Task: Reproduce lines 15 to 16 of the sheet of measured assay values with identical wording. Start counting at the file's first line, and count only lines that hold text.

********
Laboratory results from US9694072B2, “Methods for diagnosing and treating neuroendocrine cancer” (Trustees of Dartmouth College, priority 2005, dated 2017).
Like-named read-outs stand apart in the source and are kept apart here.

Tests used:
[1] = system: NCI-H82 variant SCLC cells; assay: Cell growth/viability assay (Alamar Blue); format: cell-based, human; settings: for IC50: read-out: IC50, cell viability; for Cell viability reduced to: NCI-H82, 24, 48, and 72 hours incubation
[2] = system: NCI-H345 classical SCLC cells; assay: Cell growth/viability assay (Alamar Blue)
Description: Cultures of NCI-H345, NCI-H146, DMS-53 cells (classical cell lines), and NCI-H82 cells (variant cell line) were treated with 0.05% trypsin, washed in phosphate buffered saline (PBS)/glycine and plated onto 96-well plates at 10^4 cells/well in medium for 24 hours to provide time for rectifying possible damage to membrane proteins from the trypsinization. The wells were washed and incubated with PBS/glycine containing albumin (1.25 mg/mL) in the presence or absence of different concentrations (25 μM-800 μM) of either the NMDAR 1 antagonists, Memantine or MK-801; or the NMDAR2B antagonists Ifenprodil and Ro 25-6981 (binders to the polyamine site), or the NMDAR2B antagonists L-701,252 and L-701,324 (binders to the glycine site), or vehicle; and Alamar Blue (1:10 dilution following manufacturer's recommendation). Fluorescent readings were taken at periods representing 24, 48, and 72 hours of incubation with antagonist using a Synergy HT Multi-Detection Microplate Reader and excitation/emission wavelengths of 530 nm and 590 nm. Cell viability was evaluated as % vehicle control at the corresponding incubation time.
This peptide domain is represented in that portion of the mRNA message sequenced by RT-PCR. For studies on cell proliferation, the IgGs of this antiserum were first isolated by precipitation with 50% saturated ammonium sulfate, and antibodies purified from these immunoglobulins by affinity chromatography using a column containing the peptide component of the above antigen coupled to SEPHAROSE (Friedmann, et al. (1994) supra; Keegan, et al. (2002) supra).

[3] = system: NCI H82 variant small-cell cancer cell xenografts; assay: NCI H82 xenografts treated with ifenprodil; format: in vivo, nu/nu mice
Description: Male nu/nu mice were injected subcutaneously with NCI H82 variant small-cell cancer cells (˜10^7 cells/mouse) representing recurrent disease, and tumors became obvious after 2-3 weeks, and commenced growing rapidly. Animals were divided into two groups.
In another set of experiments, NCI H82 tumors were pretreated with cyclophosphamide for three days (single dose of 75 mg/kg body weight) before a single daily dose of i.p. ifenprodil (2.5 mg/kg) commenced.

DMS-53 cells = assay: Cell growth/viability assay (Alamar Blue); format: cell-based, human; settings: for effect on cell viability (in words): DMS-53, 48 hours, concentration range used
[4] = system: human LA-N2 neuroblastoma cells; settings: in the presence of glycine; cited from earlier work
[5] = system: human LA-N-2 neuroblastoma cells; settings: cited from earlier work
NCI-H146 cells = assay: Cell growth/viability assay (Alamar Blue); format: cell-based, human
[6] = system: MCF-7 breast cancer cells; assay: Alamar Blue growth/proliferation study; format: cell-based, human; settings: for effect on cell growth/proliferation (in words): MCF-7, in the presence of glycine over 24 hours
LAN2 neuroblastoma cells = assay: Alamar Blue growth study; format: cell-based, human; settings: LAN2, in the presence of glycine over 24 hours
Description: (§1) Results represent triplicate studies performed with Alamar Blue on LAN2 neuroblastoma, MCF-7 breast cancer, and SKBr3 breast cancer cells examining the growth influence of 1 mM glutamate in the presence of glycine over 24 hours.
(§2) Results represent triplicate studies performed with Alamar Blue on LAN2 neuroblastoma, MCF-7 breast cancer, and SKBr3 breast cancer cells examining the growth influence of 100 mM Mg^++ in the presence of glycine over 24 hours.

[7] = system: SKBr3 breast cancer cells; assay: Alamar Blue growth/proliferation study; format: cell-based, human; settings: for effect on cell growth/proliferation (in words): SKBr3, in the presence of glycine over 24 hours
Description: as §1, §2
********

[6] = system: MCF-7 breast cancer cells; assay: Alamar Blue growth/proliferation study; format: cell-based, human; settings: for effect on cell growth/proliferation (in words): MCF-7, in the presence of glycine over 24 hours
LAN2 neuroblastoma cells = assay: Alamar Blue growth study; format: cell-based, human; settings: LAN2, in the presence of glycine over 24 hours